The Great Frontierby Walter Prescott Webb
The final work of pioneer Western historian Walter/i>
First published in 1951, The Great Frontier has become one of the undisputed classics of Western history, its conclusions still hotly debated by scholars but nonetheless essential and engrossing reading for anyone who wishes to understand the history and significance of this vast and often puzzling region.
The final work of pioneer Western historian Walter Prescott Webb, The Great Frontier represents a daring attempt to interpret the settlement of the American West in the global context of the expansion of European civilization between the fifteenth and twentieth centuries. According to Webb's "boom hypothesis," the expansion of Europe's "Great Frontier" into the Western Hemisphere energized a static society and made possible the development of such fundamental institutions of the modern era as individualism, capitalism, and political democracy. Webb contends that the closing of the global frontier at the end of the nineteenth century, with the end of easily available empty land and readily exploited natural resources, was responsible for the crises and violence of the twentieth century and boded ill for the future of the United States's treasured democracy.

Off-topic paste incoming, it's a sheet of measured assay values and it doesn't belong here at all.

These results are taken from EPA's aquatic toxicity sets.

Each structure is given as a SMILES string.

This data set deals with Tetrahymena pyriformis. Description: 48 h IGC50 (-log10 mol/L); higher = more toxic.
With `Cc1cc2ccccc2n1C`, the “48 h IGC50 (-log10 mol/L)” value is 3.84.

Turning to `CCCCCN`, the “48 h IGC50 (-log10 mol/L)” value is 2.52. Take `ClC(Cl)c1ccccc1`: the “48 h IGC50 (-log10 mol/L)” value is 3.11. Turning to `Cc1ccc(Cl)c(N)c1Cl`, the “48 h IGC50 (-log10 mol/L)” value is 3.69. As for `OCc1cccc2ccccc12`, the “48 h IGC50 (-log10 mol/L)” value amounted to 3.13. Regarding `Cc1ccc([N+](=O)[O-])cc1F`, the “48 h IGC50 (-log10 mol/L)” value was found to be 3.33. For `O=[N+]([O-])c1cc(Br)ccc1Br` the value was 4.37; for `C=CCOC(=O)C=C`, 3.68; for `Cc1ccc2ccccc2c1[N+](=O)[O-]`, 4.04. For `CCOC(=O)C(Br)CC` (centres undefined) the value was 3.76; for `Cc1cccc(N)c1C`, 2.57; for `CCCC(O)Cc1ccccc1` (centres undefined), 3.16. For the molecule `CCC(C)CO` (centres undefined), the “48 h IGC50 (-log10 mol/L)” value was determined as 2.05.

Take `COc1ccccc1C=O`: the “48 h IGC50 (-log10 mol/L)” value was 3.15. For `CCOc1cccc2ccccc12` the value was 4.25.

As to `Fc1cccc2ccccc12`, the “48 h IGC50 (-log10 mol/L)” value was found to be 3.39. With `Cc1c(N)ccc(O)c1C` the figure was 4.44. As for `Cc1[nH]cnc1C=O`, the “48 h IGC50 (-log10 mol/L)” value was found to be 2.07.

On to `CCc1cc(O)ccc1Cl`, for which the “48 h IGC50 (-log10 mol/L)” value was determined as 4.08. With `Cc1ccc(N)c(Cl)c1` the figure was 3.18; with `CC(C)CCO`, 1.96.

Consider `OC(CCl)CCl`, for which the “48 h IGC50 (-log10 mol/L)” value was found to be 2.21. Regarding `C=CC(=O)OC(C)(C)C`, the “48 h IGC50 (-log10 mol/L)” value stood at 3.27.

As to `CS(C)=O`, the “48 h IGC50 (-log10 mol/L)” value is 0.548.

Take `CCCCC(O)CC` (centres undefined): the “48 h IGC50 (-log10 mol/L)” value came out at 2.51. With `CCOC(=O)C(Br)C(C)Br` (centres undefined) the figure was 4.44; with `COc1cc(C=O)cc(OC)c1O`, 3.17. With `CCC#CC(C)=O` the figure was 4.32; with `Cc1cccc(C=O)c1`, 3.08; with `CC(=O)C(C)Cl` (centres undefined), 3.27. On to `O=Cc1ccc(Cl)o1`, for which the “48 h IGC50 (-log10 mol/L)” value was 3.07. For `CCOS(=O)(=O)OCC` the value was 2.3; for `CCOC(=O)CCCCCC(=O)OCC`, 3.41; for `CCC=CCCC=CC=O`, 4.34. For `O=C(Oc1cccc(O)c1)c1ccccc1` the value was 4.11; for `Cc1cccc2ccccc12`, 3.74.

An insightful new introduction by Western historian William D. Rowley sets Webb's masterwork into the context of its own time and outlines the relevance of this still-controversial work for twenty-first-century readers.
Walter Prescott Webb (1888-1963) wrote or edited more than twenty books including The Great Plains, Divided We Stand, and The Texas Rangers. He taught at the University of Texas, the University of London, and at Oxford University. Although Webb's work sparked controversy and sharp criticism, it inspired new thinking about the role of regionalism in the nation's history.
- University of Nebraska Press
- Publication date:
- Product dimensions:
- 5.25(w) x 8.00(h) x (d)
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